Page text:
All kids do not learn math at the same age, pace, and proficiency. In fact, we know the literacy, math, and critical thinking skills of kids are not actually age-specific. That, of course, is a key problem and inefficiency of the K12 once-size-fits-all education system. However, many schools are able to adjust for responsive learning needs through flexible acceleration, and as a result, not every kid is stuck in Algebra I during their ninth grade year, even though that class has long been the standard. As a GT coordinator in a high achieving school community, I've known kids in ninth grade to be in geometry, algebra II/trig, and even calculus. So, clearly one math pathway is not responsive to students.
Thus, the move by the Virginia Department of Education to "eliminate all math acceleration before eleventh grade" is a truly baffling, unsettling, frustrating, and disappointing decision. It is a step backward in education, as is the reasoning of holding kids back in the name of equity. For those of us who have spent a long time in education, in understanding giftedness, and in working for equity, the idea of treating all kids the same is outdated thinking. In fact, we've all seen the graphic of the kids at the fence and the distinction between equity and equality. Equality is providing one path and treating all people the same; equity is providing equal access to opportunity while providing multiple pathways to success and achievement.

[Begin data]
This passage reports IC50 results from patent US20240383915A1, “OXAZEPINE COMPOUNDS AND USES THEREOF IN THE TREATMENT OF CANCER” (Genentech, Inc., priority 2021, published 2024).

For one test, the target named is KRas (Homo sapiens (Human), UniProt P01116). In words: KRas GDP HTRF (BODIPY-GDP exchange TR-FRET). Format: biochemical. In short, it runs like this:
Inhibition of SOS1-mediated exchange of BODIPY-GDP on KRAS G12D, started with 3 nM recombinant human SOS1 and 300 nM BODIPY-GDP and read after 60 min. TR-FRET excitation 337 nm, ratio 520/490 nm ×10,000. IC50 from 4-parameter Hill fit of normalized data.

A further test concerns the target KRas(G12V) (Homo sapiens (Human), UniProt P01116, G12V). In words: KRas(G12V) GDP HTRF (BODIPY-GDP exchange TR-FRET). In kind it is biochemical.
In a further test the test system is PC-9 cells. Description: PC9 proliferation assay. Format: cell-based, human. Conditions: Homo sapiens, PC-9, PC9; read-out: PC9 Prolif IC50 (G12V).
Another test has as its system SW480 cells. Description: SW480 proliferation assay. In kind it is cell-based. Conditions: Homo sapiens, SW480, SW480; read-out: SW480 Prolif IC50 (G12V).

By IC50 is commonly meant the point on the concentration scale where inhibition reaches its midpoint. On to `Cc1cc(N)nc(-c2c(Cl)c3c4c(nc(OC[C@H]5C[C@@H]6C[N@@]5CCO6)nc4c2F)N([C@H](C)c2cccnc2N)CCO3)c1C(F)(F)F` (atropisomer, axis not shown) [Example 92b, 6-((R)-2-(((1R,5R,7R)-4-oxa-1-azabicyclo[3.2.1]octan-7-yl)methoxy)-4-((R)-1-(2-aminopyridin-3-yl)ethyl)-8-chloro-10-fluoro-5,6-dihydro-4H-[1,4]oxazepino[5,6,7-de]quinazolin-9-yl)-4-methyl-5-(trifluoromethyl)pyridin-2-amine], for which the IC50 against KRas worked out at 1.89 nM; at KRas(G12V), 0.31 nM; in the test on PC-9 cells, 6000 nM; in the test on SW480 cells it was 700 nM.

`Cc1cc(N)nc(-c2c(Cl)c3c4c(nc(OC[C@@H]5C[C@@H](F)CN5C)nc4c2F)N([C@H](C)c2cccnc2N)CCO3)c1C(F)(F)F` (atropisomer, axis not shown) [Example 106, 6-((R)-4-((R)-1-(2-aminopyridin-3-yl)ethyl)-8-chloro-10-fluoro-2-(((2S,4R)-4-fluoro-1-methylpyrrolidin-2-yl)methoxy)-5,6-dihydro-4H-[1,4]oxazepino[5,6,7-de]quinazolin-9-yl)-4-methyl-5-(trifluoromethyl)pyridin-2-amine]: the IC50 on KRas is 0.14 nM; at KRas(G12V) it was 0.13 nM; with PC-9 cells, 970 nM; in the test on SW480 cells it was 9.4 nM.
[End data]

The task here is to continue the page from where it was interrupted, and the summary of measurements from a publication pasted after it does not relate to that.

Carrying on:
Virginia is making a huge mistake in its misguided attempt to help kids.